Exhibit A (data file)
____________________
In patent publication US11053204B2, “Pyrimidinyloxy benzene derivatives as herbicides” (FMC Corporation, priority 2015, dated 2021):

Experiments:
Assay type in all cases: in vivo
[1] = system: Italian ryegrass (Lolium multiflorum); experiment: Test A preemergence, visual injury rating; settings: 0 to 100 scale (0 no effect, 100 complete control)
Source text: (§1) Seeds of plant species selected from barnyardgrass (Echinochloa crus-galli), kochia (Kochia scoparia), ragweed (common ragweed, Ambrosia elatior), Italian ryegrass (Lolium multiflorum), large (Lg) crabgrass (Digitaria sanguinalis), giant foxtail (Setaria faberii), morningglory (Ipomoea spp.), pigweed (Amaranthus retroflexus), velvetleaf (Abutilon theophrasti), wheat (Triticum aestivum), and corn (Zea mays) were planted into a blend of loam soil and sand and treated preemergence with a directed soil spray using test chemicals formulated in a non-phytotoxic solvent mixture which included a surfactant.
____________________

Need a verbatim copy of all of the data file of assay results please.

In patent publication US11053204B2, “Pyrimidinyloxy benzene derivatives as herbicides” (FMC Corporation, priority 2015, dated 2021):

Experiments:
Assay type in all cases: in vivo
[1] = system: Italian ryegrass (Lolium multiflorum); experiment: Test A preemergence, visual injury rating; settings: 0 to 100 scale (0 no effect, 100 complete control)
Source text: (§1) Seeds of plant species selected from barnyardgrass (Echinochloa crus-galli), kochia (Kochia scoparia), ragweed (common ragweed, Ambrosia elatior), Italian ryegrass (Lolium multiflorum), large (Lg) crabgrass (Digitaria sanguinalis), giant foxtail (Setaria faberii), morningglory (Ipomoea spp.), pigweed (Amaranthus retroflexus), velvetleaf (Abutilon theophrasti), wheat (Triticum aestivum), and corn (Zea mays) were planted into a blend of loam soil and sand and treated preemergence with a directed soil spray using test chemicals formulated in a non-phytotoxic solvent mixture which included a surfactant.